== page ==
(32) Dissolve 6 oz. pearlash in 1 qt. hot water, add \ lb. white wax, and simmer for 1/2 hour in a pipkin; take off the fire; and when cool, the wax will float; it should be taken off, and, with a little hot water, worked into a paste.

(33) Beeswax, spirits of turpentine, and linseed oil, equal parts; melt and cool.

(34) Beeswax, 4 oz.; turpentine, 10 oz.; alkanet root to colour; melt and strain.

(35) Digest 2 dr. alkanet root in 20 oz. turpentine till the colour is imparted; add yellow wax in shavings, 4 oz.; place on a water bath and stir till the mixture is complete.

(36) Beeswax, 1 lb.; linseed oil, 5 oz.; alkanet root, 1/2 oz.; melt, add 5 oz. of turpentine, strain and cool.

(37) Beeswax, 4 oz.; resin, 1 oz.; oil of turpentine, 2 oz.; Venetian red to colour.

(38) I lb. white wax; 1 oz. black resin; 1 oz. alkanet root; and 10 oz. linseed oil.

(39) 1 lb. yellow wax, 2 oz. yellow soap, 2 pints spirits of turpentine, 2 pints boiling water; melt the wax and soap over a slow fire, add the turpentine, and lastly stir in the water gently till it is quite cold.

(40) 1 1/2 lb. beeswax, 4 pints spirits of turpentine; dissolve in a closed vessel by means of a water bath, and add 1/2 lb. common soap previously dissolved in 4 pints water, and stir well together till nearly cold.

(41) 5 oz. yellow wax, 1 pint turps, 1 1/2 oz. Castile soap; cut the beeswax in small pieces, and dissolve in the turps by a gentle heat; when nearly cool, add the soap ( first powdered and rubbed up with 2 oz. water), stirring continually till it becomes thick.

(42) 2 1/2 oz. yellow wax, 1 oz. white wax, 1 oz. Castile soap, 10 oz. turpentine oil, 10 oz. boiling water, 1 dr. potash carbonate; melt the wax and turpentine together, dissolve the soap and potash carbonate in* the water and mix while warm, stirring till cold.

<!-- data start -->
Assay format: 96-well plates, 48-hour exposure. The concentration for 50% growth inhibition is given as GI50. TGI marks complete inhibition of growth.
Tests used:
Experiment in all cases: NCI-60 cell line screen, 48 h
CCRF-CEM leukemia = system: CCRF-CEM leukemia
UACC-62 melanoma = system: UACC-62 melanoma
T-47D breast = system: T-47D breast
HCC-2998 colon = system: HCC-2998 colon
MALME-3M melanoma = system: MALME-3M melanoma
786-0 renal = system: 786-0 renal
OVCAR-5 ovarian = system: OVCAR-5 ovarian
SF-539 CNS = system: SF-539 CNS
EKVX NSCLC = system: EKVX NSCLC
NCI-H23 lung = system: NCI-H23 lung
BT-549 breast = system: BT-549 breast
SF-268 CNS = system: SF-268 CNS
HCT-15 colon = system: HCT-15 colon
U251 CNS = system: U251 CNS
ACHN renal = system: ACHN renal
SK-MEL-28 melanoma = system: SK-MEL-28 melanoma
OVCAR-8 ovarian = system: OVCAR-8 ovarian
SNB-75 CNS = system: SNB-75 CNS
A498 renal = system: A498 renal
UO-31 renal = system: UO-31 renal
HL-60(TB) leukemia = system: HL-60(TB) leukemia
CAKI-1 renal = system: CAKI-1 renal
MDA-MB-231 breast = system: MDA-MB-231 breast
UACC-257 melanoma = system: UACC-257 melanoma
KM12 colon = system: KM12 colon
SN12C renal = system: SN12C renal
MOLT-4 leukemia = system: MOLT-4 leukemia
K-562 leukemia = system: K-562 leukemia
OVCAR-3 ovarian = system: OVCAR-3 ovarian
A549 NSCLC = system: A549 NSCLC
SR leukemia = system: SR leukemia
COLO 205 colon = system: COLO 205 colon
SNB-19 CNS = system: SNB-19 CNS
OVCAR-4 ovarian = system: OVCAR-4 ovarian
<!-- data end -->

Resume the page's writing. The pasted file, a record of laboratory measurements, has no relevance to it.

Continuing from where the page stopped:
(43) Beat 5 lb. stearin out into thin sheets with a wooden mallet, and mix with 7 lb. oil of turpentine, after which subject the mas3 to a water bath and heat up; when hot, add 1/2 oz. ivory- or bone-black, stirring well to prevent crystallization. To cool it off, it should be emptied into another vessel and stirred until cold. To use, warm it until it is reduced to a liquid state, and apply in small quantities with a cloth; afterwards rub it well with a piece of silk or linen cloth to bring up the polish.

(44) A good polish for furniture, to use upon new wood for hand polishing, in place of French polish, but one that requires constant manual labour, may be made of beeswax and turpentine spirit melted together, with red sanders wood to colour it. This has been tried for many years and well repays the trouble attending it. It should not be used upon work that has been French polished, but the following will be found better than most that can be bought for reviving the brilliancy of French-polished goods. Take equal parts of turpentine, vinegar, spirits of wine (methylated), and raw linseed oil, and place them in a bottle in the order in which they are mentioned; great care must be taken in this last particular, if not, the mixture will curdle and become useless. (Smither..